"This time of year, things are going to happen. Guys are going to get injured. You need to be ready for your opportunity. He prepared himself, he was ready, and he took advantage of it. Give him a lot of credit."

In Saturday's nightcap, the battle for bragging rights in the State of Hockey, Minnesota pulled away in the third for a 4-1 win over St. Cloud State, who was in it right up until Jaxon Nelson iced it with an empty-netter. The Gophers have been tops in the nation since the end of January, and mowed their way through the Fargo regional, even if it may look easy at times.

"You have to know how hard it is to get through these things," coach Bob Motzko said. "I've lived this for so long, and you got to be lucky and you got to be good. Things go your way and you can't take it for granted, how fortunate we are that we're able to pop our way through the Fargo regional.

"In fact, we've had such a horrible winter here in Minnesota. I think there are gonna be a whole lot of people heading south to get to Tampa from what I'm understanding. It's going to be crazy. So we are excited."

STAY UPDATED: Keep up with the latest results from the DI men's hockey tournament

Sunday followed a similar script. Quinnipiac followed a similar script as the Gophers, taking a one-goal lead into the third period, where the Bobcats withstood a Buckeye barrage before Christophe Tellier's highlight-reel whack out of mid-air to put the game out of reach late in the third. 

QU coach Rand Pecknold thought the Bobcats had the toughest draws, but you wouldn't have known it by looking at the results. They'll face the team that knocked them out in the regional final last year, Michigan.

"I thought we had a tough bracket with Merrimack, Harvard and Ohio State. Really good teams," Pecknold said. "Just proud of our effort. I thought the commitment was excellent. ... We love the challenge of playing Michigan."

Pecknold sees characteristics akin to those of his previous two Frozen Four trips.

"To me, this group, compared to my other two Frozen Four teams, there are more similarities than differences," he said. "I think it's really about our culture. Just a great group of guys that are willing to be selfless and willing to buy into what we need to do to be successful against, you know, teams that probably are gonna have more talent than us."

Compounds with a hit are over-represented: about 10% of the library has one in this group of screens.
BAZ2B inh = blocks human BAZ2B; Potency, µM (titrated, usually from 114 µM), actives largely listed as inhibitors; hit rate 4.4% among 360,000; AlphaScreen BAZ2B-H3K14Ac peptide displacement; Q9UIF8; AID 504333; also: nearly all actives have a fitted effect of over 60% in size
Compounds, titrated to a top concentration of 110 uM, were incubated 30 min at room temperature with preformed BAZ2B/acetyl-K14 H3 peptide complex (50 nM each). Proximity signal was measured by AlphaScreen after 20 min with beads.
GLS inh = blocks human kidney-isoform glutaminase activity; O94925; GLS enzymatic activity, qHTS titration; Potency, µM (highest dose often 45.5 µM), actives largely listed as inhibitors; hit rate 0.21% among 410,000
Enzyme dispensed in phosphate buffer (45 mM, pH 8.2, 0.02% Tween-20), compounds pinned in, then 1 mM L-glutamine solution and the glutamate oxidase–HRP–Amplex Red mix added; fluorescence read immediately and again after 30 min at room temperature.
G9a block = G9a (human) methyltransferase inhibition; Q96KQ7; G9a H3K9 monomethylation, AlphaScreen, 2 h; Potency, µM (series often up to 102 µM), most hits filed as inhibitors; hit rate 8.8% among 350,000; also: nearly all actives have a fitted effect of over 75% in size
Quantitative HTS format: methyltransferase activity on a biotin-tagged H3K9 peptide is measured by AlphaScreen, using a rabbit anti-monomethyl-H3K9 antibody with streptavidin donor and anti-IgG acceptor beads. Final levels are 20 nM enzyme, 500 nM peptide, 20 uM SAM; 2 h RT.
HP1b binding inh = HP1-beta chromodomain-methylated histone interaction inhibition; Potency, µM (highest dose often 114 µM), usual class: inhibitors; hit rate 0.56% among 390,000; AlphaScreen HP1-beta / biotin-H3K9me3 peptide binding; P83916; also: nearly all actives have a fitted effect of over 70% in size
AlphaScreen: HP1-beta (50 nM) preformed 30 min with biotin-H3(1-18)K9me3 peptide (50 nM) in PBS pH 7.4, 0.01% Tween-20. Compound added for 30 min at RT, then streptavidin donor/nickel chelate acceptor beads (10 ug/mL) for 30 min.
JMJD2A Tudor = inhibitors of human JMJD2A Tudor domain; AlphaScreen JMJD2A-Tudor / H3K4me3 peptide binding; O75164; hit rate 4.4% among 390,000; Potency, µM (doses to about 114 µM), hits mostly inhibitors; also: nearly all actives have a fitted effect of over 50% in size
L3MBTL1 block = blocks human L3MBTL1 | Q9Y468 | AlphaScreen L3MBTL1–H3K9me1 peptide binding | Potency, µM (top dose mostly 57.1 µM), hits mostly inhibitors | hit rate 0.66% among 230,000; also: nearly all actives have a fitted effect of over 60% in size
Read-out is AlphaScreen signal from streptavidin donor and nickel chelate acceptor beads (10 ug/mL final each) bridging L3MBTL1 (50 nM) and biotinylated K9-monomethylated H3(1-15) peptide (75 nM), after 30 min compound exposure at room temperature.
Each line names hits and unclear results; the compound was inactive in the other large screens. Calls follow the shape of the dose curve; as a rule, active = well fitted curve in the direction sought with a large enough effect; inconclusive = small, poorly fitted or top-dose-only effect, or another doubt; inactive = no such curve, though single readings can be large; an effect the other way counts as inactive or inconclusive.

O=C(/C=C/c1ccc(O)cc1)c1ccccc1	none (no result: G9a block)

The weekend finale between Michigan and Penn State more than made up for what the semifinals lacked in the suspense department. 

Both goaltenders were strong throughout, planting seeds of doubt in the minds of opposing shooters. But the Nittany Lions broke the stalemate with a minute to go in the second. The Wolverines through everything but the kitchen sink at Liam Souliere in the third in search of an answer, which Adam Fantilli potted with just under eight minutes to go in regulation. Erik Portillo and Souliere continued to stare each other down through the end of regulation, but Mackie Samoskevich wired a wrist shot top shelf just 52 seconds into overtime to send Michigan to Tampa.

"We played a really good, very well-coached Penn State team, and I thought you're never going to play a perfect game, but I thought we played really, really good hockey, hockey that would put us in a position to be up three or four goals halfway through the game," Naurato said. "They had some great goaltending, and they made a push as well. I think we've built some more confidence in our team that we can win tight games, and when it doesn't go in the back of the net, just continue to stick to the process.

"So just gaining more confidence that whether it's 2-1 or 7-6, and there are a lot of penalties or very few, we can play any style of game."

Samoskevich shared the confidence Sunday, believing there was never a doubt: "We went into the locker room after that third period, and you know, with so much energy, right then and there, we knew this game was over. There's so much confidence in our team.

SCOREBOARD: Click or tap here for the latest scores around Division I men's hockey

And after all that, we were left with four, each with their own stakes on the line.